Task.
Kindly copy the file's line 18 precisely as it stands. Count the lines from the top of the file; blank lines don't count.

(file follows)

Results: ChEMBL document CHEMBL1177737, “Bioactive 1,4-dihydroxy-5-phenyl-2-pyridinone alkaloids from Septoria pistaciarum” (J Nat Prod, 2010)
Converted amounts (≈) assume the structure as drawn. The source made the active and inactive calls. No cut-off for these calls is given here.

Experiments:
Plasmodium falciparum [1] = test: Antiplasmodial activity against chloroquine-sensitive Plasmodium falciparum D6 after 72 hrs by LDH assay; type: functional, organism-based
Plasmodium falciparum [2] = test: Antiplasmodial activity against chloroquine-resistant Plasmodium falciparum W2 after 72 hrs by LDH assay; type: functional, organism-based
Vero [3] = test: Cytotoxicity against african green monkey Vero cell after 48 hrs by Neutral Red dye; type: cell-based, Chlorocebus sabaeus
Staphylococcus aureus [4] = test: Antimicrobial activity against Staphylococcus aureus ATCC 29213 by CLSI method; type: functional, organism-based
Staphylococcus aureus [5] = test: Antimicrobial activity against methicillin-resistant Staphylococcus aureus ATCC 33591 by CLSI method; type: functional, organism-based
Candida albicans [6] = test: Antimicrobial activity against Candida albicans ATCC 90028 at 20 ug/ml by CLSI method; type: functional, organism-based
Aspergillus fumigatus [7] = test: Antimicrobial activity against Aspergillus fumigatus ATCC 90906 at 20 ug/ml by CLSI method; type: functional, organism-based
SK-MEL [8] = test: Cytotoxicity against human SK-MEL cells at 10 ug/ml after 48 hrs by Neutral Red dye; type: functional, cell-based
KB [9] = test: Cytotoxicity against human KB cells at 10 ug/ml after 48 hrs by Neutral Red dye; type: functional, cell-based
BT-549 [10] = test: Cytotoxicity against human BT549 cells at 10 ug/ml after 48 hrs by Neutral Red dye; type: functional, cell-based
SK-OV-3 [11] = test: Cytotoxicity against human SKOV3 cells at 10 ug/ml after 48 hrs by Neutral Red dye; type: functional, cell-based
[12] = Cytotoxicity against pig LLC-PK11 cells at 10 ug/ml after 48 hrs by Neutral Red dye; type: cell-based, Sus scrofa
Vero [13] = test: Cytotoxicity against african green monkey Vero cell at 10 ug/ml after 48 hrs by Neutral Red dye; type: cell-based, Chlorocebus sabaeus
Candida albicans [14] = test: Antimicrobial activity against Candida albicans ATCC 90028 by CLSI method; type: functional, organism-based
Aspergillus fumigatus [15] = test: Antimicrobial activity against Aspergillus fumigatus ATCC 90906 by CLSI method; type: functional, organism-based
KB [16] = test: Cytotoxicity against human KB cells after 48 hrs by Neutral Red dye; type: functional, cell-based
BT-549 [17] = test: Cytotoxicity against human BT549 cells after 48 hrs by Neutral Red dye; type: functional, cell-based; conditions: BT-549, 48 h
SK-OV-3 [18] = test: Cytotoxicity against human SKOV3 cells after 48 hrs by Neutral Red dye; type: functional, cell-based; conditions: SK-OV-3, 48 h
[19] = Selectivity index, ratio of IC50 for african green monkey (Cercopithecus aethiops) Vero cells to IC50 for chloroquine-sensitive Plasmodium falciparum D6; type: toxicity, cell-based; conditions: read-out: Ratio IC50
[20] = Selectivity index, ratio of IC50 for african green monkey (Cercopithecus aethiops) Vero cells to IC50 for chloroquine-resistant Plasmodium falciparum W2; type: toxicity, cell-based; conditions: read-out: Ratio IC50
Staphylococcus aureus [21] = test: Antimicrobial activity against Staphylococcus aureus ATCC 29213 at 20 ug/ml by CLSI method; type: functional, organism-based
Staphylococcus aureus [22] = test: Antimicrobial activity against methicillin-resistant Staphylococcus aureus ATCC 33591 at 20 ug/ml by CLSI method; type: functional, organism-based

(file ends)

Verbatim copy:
Aspergillus fumigatus [15] = test: Antimicrobial activity against Aspergillus fumigatus ATCC 90906 by CLSI method; type: functional, organism-based